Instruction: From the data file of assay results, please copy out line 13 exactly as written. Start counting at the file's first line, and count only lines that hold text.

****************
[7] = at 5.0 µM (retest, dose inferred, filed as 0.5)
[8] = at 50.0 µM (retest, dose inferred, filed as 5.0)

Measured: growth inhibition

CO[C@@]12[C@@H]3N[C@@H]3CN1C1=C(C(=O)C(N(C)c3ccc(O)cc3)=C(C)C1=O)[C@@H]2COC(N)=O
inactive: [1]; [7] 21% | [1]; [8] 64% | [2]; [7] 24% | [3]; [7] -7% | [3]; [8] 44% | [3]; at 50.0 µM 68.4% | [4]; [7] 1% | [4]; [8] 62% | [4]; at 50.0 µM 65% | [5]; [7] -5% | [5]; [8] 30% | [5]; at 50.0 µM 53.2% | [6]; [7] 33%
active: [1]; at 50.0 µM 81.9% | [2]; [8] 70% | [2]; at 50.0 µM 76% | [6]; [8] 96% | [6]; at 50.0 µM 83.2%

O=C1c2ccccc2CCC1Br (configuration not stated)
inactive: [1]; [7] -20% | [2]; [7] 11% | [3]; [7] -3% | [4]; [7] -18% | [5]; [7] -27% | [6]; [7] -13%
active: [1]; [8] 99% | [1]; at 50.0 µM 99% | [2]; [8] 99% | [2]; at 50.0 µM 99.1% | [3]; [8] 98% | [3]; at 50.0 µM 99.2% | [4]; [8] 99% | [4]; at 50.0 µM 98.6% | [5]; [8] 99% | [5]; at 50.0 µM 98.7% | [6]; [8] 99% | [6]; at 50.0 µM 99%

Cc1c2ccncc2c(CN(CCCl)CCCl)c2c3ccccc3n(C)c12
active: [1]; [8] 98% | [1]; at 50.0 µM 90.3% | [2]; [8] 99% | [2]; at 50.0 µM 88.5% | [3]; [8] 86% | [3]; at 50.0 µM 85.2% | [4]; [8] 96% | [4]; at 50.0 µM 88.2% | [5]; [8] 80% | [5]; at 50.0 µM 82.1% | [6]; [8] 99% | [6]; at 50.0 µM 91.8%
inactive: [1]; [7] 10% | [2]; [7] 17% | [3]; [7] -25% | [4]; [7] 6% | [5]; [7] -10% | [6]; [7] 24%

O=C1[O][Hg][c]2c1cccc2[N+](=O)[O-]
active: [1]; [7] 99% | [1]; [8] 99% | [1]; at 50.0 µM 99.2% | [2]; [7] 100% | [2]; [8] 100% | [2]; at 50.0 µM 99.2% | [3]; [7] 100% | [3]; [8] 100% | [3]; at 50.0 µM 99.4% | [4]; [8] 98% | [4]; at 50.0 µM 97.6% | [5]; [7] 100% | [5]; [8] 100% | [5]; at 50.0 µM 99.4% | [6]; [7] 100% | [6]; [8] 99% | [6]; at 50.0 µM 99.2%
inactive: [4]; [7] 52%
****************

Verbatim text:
O=C1[O][Hg][c]2c1cccc2[N+](=O)[O-]